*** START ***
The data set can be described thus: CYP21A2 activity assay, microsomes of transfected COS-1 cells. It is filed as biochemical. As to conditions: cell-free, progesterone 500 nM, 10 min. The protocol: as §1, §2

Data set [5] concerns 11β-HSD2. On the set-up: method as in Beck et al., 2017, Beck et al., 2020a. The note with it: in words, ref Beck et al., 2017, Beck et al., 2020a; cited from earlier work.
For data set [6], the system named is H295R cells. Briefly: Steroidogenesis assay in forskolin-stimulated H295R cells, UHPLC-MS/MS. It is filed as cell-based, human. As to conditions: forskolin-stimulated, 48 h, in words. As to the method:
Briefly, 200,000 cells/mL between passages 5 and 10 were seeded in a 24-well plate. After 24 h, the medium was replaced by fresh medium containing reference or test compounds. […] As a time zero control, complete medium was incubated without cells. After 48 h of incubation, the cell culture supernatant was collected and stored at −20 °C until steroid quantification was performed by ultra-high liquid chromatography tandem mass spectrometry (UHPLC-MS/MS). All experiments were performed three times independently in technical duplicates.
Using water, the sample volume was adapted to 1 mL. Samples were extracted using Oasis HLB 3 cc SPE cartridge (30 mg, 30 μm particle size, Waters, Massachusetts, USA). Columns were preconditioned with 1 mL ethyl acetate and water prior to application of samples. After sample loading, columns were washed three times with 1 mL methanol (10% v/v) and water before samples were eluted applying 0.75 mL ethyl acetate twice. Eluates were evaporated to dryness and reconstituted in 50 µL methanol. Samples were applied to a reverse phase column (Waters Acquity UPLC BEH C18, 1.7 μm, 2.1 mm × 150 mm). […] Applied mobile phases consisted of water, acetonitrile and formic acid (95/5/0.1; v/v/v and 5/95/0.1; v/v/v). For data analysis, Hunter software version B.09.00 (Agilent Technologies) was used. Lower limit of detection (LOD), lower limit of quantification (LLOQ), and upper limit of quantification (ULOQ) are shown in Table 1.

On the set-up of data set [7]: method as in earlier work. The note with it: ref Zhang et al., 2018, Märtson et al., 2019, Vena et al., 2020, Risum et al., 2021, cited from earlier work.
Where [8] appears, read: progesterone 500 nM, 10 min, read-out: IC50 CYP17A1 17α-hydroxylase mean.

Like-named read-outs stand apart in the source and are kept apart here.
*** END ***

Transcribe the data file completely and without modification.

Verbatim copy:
The data set can be described thus: CYP21A2 activity assay, microsomes of transfected COS-1 cells. It is filed as biochemical. As to conditions: cell-free, progesterone 500 nM, 10 min. The protocol: as §1, §2

Data set [5] concerns 11β-HSD2. On the set-up: method as in Beck et al., 2017, Beck et al., 2020a. The note with it: in words, ref Beck et al., 2017, Beck et al., 2020a; cited from earlier work.
For data set [6], the system named is H295R cells. Briefly: Steroidogenesis assay in forskolin-stimulated H295R cells, UHPLC-MS/MS. It is filed as cell-based, human. As to conditions: forskolin-stimulated, 48 h, in words. As to the method:
Briefly, 200,000 cells/mL between passages 5 and 10 were seeded in a 24-well plate. After 24 h, the medium was replaced by fresh medium containing reference or test compounds. […] As a time zero control, complete medium was incubated without cells. After 48 h of incubation, the cell culture supernatant was collected and stored at −20 °C until steroid quantification was performed by ultra-high liquid chromatography tandem mass spectrometry (UHPLC-MS/MS). All experiments were performed three times independently in technical duplicates.
Using water, the sample volume was adapted to 1 mL. Samples were extracted using Oasis HLB 3 cc SPE cartridge (30 mg, 30 μm particle size, Waters, Massachusetts, USA). Columns were preconditioned with 1 mL ethyl acetate and water prior to application of samples. After sample loading, columns were washed three times with 1 mL methanol (10% v/v) and water before samples were eluted applying 0.75 mL ethyl acetate twice. Eluates were evaporated to dryness and reconstituted in 50 µL methanol. Samples were applied to a reverse phase column (Waters Acquity UPLC BEH C18, 1.7 μm, 2.1 mm × 150 mm). […] Applied mobile phases consisted of water, acetonitrile and formic acid (95/5/0.1; v/v/v and 5/95/0.1; v/v/v). For data analysis, Hunter software version B.09.00 (Agilent Technologies) was used. Lower limit of detection (LOD), lower limit of quantification (LLOQ), and upper limit of quantification (ULOQ) are shown in Table 1.

On the set-up of data set [7]: method as in earlier work. The note with it: ref Zhang et al., 2018, Märtson et al., 2019, Vena et al., 2020, Risum et al., 2021, cited from earlier work.
Where [8] appears, read: progesterone 500 nM, 10 min, read-out: IC50 CYP17A1 17α-hydroxylase mean.

Like-named read-outs stand apart in the source and are kept apart here.